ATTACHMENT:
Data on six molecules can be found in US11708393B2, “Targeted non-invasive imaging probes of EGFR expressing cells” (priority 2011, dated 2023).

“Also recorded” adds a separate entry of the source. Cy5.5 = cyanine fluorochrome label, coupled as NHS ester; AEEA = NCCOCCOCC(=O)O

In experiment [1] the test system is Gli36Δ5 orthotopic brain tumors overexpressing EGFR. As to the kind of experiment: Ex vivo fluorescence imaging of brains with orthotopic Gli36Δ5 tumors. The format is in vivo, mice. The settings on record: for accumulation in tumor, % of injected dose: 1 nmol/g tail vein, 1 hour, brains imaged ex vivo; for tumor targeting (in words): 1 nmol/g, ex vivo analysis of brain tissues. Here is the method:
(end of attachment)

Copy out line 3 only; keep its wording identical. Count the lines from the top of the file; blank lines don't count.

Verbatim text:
In experiment [1] the test system is Gli36Δ5 orthotopic brain tumors overexpressing EGFR. As to the kind of experiment: Ex vivo fluorescence imaging of brains with orthotopic Gli36Δ5 tumors. The format is in vivo, mice. The settings on record: for accumulation in tumor, % of injected dose: 1 nmol/g tail vein, 1 hour, brains imaged ex vivo; for tumor targeting (in words): 1 nmol/g, ex vivo analysis of brain tissues. Here is the method: